Facing second trial, former baseball coach vows exoneration on sex assault charges

By Bill Dwyer for Chronicle Media

Spiro Lempesis

Nearly 11 months after an Illinois Appellate court overturned his conviction and ordered a new trial last New Year’s Eve, former baseball coach Spiro Lempesis was released on bond Nov. 24, one day before Thanksgiving.

At a bond hearing earlier that day, Judge Ramon Ocasio III set Lempesis’ bond at $200,000, over what he termed State’s Attorney Lorretta Froelich’s “vehement objections.”

Asked in an email for comment regarding their plans going forward with the Lempesis case, a State’s Attorney spokesperson declined, saying, “We are unable to comment on pending litigation.”

Lempesis was convicted of the sexual assault of former Concordia player Anthony Collaro and sentenced to 10½ years in prison, following a December 2017 bench trial at the Maybrook courthouse before Judge Gregory Ginex. Ginex has since retired, and Judge Ocasio will oversee any second trial.

As he acclimates to liberty after nearly three years in prison, Lempesis, who is currently living with a relative outside of Cook County, stays busy finding new defense council and reviewing voluminous documentation he says will show he is innocent of all of Collaro’s allegations.

Lempesis said he has many regrets about the past 10 years, and that he is not blameless in those events. He said he accepts the consequences of his actions, but not the criminal consequences.

“One hundred percent, I have regrets,” he said in a phone interview. “I’ve certainly made mistakes. I’m not a good person (regarding Collaro). I’ve used poor judgment.”

“I’m OK with that. I’m the one who did that, so I’m responsible.”

He said he’s paid a very high price for his sins.

“I was one of 438 people who had a D-3 coaching job. I woke up every day thankful,” he said. He estimated his actions cost him around $90,000 in total annual income, from Concordia, youth baseball camps and a summer job coaching for a semi-pro baseball team.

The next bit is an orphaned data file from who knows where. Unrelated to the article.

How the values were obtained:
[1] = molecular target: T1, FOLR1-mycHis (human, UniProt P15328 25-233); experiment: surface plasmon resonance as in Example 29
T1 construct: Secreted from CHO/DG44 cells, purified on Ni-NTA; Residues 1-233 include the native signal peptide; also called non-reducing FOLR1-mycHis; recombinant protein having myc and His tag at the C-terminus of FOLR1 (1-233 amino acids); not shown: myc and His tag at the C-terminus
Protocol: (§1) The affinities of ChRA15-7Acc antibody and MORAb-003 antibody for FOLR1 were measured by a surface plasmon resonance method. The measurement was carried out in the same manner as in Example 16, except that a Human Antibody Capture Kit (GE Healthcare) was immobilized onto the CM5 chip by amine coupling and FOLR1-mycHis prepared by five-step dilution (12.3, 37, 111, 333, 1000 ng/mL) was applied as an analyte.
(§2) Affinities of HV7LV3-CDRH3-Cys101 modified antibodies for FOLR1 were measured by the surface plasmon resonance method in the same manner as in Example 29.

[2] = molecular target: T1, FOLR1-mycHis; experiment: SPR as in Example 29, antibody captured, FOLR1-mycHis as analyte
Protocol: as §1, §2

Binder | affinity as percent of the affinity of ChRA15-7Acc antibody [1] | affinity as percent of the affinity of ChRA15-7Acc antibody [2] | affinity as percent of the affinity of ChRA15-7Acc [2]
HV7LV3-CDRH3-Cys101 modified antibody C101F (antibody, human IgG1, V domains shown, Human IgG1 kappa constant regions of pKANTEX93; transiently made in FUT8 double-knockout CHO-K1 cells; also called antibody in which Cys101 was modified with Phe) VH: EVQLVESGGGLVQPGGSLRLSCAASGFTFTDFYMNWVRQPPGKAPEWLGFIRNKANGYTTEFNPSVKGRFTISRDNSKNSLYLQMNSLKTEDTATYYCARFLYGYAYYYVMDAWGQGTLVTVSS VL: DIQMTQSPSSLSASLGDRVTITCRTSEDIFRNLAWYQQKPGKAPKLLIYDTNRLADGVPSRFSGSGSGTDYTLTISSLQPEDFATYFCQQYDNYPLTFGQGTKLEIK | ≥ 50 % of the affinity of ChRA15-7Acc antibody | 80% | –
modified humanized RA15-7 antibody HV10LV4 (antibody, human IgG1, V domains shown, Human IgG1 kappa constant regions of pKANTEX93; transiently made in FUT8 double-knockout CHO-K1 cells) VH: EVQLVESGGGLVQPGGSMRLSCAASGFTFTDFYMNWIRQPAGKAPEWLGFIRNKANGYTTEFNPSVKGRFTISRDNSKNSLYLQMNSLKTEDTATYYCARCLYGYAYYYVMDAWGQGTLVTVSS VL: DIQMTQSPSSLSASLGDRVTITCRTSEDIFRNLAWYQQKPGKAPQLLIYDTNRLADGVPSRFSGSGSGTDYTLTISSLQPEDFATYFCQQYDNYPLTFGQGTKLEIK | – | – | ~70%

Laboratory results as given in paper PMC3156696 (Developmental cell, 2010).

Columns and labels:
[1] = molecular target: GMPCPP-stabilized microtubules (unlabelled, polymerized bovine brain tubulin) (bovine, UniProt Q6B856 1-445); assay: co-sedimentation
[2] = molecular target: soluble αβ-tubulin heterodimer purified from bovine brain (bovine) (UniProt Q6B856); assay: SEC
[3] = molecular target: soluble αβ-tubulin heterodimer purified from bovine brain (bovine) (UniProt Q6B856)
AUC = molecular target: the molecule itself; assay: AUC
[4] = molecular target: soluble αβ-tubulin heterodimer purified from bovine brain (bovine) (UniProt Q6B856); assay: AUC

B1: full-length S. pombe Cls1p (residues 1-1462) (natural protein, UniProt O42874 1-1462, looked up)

“I destroyed my family, I destroyed my career, everything I’d worked for up till then. It was immoral, unethical, but not illegal. At no point did I do anything illegal or deserve to be tried and put in jail.”

While he can never fix what he broke, Lempesis said, he can prove to the world he’s innocent of the criminal behavior alleged by Collaro, a man who, he said, had outside motive of a lucrative civil lawsuit settlement with Concordia. Soon after Lempesis’ trial, Collaro settled with Concordia for an undisclosed amount of money.

Lempesis says he has ample evidence that contradicts Collaro’s court testimony. In setting aside his conviction and granting a new trial, the appeals court found that Lempesis had been denied his right to present an effective defense when Ginex blocked him from access to material that could have produced witnesses to impeach Collaro’s testimony.

As Ginex noted at sentencing, his decision to convict was based solely on the acceptance of Collaro’s uncorroborated testimony. Lempesis has argued in detail that Ginex was wrong on several key facts he referenced as grounds for finding Collaro credible; in particular that Collaro was emotionally vulnerable because Lempesis was the “sole role model” in his life.

“I was not the sole role model in Collaro’s life,” said Lempesis, who notes that the teenaged Collaro had numerous older men in his life, including a biological father and a stepfather, who was a police officer. He said both men regularly attended Collaro’s high school games. As a three-sport athlete and star baseball player who led his team to the state semifinals, Collaro had numerous male coaches in his life.

Ginex also questioned why it was that Collaro was “the only one Lempesis targeted” for sexual acts. But Lempesis said the judge had viewed two pieces of evidence that showed that was not true.

In a five-hour video the judge viewed, Lempesis said, for the entire first three hours there is a second adult male involved with Lempesis, before Collaro appears. In that first three hours, Lempesis and the man are heard talking about a third individual who has expressed interest in participating in videotaping sex acts.

The existence of a fourth individual, a Concordia teammate of Collaro’s, is documented in a Sept. 24, 2010 memo written by Concordia official Jeff Hynes and made available to The Chronicle.

“I asked (the player) if in fact it was true that (Spiro Lempesis) offered to pay him money to perform sexual acts on film for money [sic], and his response was ‘yes,’” Hynes wrote.

Lempesis says he made crucial mistakes in his first trial, including not demanding a jury trial and not testifying in his own defense. He said any second trial will be before a jury, and that he will both take the witness stand and attack Collaro’s credibility. He also promised numerous defense witnesses, including several of Collaro’s former teammates, and possibly Collaro’s father and stepfather.

“The system is broken,” Lempesis said. “An innocent man got three years (in prison). This shouldn’t happen. It wasn’t because of evidence, it wasn’t because I was guilty beyond a reason doubt.”

“I want (the State’s Attorney) to realize what they’re in for and what Collaro is in for if this goes to trial again,” he said.